Jump to content
Sign in to follow this  
Andy

France Gros Ouvrage Mont des Welches (visited 10/2017)

Recommended Posts

Ouvrage Mont des Welches, a gros ouvrage of the Maginot Line fortifications, is part of the Fortified Sector of Boulay. It comprises two entrance blocks, one infantry block, one artillery block, one observation block and two combination blocks. It is located between petit ouvrage Coucou and gros ouvrage Michelsberg, facing Germany. Relatively small for a gros ouvrage, Mont des Welches saw a brief period of sharp action in June 1940, when German forces moving along the rear of the Maginot Line engaged the position without success. After modest renovations in the 1950s, Mont des Welches was abandoned in the 1970s.

Mont des Welches was approved for construction by CORF (Commission d'Organisation des Régions Fortifiées), the Maginot Line's design and construction agency, in June 1930 and became operational by 1935, at a cost of 49 million francs. The contractor was Gianotti of Nice.

The comparatively small gros ouvrage comprises two entrance blocks, one infantry block, one artillery block, one observation block, and two combination blocks. It lacks a central "M1" ammunition magazine, and unlike most gros ouvrages, its 60 cm internal rail network was not electrified, relying on human power to move the rail cars. The underground gallery system is compact, about 200 metres (660 ft) from end to end, and unlike larger ouvrages where the gallery system is linear in concept, the central portion of Mont des Welches is a dense network of cross galleries between to main galleries, housing the barracks and utility areas. The galleries are excavated at an average depth of up to 30 metres (98 ft).

The manning of the ouvrage in June 1940 comprised 490 men and 17 officers of the 167th Fortress Infantry Regiment and the 151st Position Artillery Regiment, commanded by Chef de Bataillon Tari. The units were under the umbrella of the 42nd Fortress Corps of the 3rd Army, Army Group 2.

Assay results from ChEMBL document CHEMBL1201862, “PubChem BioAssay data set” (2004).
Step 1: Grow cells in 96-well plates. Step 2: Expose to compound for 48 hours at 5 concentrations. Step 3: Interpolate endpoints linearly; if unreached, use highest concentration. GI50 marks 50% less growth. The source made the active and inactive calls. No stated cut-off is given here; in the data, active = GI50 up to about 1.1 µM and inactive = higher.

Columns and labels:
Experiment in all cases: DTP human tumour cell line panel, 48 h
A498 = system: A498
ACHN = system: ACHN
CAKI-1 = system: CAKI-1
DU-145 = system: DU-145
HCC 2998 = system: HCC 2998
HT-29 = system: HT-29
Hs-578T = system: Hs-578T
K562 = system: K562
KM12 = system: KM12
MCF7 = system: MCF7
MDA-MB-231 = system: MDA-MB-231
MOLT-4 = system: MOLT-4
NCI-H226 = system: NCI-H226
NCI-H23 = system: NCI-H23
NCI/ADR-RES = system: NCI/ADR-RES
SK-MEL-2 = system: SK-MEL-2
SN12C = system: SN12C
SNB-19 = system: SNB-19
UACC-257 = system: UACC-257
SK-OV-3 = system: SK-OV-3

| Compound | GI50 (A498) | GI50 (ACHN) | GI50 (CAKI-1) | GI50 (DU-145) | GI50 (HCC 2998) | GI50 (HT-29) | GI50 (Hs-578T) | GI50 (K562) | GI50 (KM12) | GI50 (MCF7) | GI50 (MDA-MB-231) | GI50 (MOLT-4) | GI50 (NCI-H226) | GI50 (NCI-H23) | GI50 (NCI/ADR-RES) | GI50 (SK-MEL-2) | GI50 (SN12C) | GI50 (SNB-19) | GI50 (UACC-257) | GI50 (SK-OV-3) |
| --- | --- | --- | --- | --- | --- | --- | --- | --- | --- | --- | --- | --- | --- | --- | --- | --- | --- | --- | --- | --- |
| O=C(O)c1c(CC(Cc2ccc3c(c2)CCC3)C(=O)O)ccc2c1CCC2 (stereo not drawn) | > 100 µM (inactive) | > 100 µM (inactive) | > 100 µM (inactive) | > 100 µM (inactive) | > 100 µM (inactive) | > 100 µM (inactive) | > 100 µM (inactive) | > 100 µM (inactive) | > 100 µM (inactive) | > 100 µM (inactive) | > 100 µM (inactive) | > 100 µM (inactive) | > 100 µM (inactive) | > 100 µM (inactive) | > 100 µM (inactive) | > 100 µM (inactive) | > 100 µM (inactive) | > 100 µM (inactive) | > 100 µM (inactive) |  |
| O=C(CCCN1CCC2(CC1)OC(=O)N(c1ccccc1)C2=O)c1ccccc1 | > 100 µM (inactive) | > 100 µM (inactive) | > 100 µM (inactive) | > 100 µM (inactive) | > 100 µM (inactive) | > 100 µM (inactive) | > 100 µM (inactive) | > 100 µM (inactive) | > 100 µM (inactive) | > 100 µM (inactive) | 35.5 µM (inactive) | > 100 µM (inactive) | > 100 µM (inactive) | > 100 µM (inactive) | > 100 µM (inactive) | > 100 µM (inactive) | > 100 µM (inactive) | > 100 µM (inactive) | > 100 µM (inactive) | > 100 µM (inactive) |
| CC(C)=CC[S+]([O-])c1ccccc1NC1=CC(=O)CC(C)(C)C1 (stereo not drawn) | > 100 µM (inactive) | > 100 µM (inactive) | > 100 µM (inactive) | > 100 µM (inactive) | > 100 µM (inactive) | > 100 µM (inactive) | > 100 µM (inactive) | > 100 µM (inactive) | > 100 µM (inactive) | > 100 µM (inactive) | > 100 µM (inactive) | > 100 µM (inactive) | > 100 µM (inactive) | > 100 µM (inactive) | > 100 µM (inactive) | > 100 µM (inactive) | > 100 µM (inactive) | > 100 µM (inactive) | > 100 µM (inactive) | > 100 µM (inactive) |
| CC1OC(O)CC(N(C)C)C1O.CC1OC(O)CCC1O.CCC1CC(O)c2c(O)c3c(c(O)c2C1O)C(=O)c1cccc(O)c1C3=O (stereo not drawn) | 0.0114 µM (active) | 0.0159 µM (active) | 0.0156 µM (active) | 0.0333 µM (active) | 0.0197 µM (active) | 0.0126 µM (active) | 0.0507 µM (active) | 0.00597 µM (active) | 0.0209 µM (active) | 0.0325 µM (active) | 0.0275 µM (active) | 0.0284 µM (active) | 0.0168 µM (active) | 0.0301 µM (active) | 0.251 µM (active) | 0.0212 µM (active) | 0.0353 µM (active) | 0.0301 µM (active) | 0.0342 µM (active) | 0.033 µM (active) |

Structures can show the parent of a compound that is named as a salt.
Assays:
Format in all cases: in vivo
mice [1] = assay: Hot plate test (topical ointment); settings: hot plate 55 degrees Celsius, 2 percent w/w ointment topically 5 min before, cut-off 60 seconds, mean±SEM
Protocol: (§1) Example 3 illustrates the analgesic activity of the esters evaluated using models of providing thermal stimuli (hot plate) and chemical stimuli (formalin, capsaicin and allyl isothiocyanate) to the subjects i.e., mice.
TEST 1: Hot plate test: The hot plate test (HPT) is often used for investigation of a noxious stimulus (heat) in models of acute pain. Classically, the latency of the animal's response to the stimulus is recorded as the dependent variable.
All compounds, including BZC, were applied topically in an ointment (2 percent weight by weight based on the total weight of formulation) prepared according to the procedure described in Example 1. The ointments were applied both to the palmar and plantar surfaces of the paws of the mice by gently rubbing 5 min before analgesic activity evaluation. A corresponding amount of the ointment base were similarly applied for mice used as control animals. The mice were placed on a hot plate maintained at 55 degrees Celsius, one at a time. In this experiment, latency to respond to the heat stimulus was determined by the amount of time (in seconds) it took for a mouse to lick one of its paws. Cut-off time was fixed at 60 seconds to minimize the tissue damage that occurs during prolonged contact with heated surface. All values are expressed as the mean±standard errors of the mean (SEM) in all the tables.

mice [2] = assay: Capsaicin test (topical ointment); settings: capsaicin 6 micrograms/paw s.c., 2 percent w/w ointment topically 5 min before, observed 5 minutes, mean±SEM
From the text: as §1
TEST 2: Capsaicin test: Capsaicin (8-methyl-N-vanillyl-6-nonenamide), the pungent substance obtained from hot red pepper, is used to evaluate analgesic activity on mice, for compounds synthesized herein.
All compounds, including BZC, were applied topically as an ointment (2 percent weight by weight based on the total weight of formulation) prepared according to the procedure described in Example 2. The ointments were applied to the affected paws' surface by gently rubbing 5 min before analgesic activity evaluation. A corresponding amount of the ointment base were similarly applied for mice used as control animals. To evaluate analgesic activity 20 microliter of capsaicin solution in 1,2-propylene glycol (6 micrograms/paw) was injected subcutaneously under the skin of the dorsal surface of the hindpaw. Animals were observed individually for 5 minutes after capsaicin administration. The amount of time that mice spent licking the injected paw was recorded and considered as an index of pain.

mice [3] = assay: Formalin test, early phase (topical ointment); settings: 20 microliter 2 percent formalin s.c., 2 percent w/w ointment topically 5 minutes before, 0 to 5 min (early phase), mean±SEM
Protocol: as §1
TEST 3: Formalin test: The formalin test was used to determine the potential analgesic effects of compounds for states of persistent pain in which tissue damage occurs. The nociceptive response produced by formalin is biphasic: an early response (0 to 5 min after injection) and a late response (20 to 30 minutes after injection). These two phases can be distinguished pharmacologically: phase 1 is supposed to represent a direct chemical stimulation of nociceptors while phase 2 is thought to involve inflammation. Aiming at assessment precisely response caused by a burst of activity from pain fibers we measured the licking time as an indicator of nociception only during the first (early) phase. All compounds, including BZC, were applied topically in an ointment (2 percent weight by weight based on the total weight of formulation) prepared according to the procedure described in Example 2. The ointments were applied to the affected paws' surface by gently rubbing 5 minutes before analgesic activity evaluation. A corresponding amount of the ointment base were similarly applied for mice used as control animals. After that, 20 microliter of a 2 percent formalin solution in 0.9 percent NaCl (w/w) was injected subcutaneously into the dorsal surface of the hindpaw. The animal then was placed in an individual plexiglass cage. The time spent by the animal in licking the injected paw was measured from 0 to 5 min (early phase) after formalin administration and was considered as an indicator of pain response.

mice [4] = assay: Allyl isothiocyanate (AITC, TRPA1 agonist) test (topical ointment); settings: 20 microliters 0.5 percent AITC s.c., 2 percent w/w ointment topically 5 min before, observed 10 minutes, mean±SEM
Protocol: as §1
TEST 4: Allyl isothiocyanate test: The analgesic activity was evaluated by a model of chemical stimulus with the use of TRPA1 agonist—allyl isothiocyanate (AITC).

Visited with @The_Raw, @extreme_ironing & @Maniac.

 

 

1

bild01.jpg

 

2

bild02.jpg

 

3

bild03.jpg

 

4

bild04.jpg

 

5

bild05.jpg

 

6

bild06.jpg

 

7

bild07.jpg

 

8

bild08.jpg

 

9

bild09.jpg

 

10

bild10.jpg

 

11

bild11.jpg

 

12

bild12.jpg

 

13

bild13.jpg

 

14

bild14.jpg

 

15

bild15.jpg

 

16

bild16.jpg

 

17

bild17.jpg

 

18

bild18.jpg

 

 

 

  • Like 2

Share this post


Link to post
Share on other sites
On 27.11.2017 at 7:09 PM, The_Raw said:

Some epic shots there mate, much different to what I came away with 

 

Thanks! I look forward to see your photos from there.

  • Like 1

Share this post


Link to post
Share on other sites

Create an account or sign in to comment

You need to be a member in order to leave a comment

Create an account

Sign up for a new account in our community. It's easy!

Register a new account

Sign in

Already have an account? Sign in here.

Sign In Now
Sign in to follow this  

  • Similar Content

    • By bob
      An early partial visit of blast furnaces with @Himeiji   that ended by being caught by securitas, who called another security crew, who called the cops...... I wanna go back there but I don't know if I should :s
      Hell, Mittal's a bitch, but a beautiful one xD
       

       

       

       

       

       

       

       

       

       

       

       

       

       

       

       
       
    • By Andy